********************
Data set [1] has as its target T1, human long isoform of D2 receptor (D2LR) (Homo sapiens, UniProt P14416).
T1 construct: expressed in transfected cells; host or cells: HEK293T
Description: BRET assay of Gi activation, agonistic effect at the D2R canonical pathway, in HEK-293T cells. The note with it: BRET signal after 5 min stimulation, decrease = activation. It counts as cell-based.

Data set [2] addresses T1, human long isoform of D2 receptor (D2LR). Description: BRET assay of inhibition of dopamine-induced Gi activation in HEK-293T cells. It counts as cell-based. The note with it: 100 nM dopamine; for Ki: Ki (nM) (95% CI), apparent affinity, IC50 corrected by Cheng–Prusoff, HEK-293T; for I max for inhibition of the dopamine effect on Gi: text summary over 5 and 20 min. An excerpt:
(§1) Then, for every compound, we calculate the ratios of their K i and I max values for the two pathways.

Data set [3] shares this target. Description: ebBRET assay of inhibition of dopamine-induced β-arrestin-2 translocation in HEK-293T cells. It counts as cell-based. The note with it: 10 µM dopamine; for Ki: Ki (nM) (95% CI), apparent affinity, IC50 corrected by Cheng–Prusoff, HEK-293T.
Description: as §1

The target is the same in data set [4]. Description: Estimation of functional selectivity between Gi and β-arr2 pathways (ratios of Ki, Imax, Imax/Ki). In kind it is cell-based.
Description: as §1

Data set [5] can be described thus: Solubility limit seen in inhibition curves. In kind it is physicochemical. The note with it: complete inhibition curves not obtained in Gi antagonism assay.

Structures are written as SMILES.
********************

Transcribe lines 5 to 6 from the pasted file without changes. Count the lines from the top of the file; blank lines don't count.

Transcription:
(§1) Then, for every compound, we calculate the ratios of their K i and I max values for the two pathways.

Data set [3] shares this target. Description: ebBRET assay of inhibition of dopamine-induced β-arrestin-2 translocation in HEK-293T cells. It counts as cell-based. The note with it: 10 µM dopamine; for Ki: Ki (nM) (95% CI), apparent affinity, IC50 corrected by Cheng–Prusoff, HEK-293T.